In 1862, Abraham Lincoln signed an act to build a transcontinental railroad, to be built by two companies, Union Pacific and Central Pacific. The Union Pacific Workers led by Grenville Dodge started in Omaha, Nebraska and headed West. These Workers had problems along the way, including mountain blizzards and scorching desert heat, as well as angry Indians. The workers varied from Civil War Veterans to ex-convicts.
Also helping to build the Railroad was the Central Pacific Workers, headed East from Sacramento, California, and led by Leland Stanford, Charley Crocker, Mark Hopkins, and Collis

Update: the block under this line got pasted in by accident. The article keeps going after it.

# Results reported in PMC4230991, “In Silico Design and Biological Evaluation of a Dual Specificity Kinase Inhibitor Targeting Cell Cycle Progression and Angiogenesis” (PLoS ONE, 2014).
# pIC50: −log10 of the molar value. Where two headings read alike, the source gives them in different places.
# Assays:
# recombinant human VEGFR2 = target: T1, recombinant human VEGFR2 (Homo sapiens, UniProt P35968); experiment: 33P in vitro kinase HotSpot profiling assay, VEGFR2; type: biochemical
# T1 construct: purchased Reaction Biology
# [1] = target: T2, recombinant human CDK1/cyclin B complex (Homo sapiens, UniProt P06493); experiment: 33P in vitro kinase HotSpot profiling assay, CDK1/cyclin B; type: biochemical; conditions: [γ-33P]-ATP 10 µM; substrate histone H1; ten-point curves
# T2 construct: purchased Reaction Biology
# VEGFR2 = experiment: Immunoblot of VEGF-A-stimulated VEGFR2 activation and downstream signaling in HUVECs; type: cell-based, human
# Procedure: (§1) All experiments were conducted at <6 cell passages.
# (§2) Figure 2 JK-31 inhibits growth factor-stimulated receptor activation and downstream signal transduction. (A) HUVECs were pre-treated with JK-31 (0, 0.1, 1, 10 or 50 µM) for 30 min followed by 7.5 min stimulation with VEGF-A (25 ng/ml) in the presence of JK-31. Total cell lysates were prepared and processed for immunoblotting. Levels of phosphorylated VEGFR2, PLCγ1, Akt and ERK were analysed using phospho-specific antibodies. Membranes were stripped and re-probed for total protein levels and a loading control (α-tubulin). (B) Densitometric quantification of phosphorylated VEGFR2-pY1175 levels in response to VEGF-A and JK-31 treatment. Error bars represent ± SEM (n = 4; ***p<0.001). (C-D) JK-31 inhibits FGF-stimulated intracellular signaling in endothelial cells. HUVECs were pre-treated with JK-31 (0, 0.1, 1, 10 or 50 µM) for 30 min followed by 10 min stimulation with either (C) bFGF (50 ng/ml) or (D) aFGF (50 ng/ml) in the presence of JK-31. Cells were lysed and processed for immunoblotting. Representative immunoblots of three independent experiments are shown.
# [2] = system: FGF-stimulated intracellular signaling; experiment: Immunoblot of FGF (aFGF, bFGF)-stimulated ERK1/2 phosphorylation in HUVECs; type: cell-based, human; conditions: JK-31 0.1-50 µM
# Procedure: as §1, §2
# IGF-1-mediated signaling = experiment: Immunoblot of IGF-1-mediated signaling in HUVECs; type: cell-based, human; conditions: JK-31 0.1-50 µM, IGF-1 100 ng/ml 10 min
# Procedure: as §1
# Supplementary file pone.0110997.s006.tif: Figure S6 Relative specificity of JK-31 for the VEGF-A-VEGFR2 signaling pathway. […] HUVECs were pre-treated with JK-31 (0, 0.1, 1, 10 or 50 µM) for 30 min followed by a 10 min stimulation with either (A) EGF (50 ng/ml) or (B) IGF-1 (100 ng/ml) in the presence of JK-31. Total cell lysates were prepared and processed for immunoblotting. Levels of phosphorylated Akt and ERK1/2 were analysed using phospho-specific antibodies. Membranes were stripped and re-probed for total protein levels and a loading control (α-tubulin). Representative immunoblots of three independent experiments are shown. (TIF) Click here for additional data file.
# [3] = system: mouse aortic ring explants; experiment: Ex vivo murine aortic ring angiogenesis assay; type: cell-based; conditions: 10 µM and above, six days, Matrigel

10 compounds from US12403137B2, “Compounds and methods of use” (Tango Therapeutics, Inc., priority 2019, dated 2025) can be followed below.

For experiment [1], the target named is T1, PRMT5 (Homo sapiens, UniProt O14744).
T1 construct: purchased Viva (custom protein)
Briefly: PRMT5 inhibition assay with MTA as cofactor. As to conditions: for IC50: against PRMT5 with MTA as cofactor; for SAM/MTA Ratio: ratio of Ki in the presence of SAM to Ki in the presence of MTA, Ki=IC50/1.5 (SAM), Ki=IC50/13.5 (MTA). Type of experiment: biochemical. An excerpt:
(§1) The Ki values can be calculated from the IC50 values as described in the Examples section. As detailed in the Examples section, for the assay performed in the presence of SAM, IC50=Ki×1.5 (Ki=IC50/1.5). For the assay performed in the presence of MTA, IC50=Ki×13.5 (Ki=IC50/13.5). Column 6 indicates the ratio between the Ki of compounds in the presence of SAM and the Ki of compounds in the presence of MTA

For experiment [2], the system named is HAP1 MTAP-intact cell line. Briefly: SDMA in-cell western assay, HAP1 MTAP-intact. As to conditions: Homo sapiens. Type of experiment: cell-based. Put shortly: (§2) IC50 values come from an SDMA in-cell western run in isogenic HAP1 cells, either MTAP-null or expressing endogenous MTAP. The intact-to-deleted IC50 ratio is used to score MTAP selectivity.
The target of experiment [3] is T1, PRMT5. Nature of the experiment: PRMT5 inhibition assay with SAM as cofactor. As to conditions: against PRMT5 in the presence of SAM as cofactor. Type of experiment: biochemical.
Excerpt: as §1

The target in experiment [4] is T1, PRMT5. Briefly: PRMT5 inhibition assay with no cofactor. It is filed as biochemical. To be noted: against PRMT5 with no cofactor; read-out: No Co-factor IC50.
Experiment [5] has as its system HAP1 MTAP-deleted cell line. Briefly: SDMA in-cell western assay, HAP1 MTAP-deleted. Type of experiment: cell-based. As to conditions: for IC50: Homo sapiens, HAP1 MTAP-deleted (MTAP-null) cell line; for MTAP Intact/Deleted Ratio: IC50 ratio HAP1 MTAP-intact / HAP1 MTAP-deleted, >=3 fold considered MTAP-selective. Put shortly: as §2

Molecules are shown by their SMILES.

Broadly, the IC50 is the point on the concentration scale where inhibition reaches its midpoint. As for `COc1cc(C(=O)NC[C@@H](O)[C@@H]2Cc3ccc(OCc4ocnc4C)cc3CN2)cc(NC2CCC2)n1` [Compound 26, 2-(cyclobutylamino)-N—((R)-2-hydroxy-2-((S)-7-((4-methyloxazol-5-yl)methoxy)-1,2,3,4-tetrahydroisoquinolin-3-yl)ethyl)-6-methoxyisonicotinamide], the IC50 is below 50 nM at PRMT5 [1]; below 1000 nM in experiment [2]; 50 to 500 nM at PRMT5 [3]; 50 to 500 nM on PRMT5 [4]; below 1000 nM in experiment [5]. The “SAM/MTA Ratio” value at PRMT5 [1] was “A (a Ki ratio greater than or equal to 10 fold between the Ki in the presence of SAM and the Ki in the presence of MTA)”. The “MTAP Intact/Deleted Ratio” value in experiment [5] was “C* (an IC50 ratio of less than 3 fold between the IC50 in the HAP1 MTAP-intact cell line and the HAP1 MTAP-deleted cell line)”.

P. Huntington. Their workers were mostly Chinese immigrants. The two companies met in Promontory Summit, Utah, where the last spike, made of Gold, was laid, to finish the Transcontinental Railroad.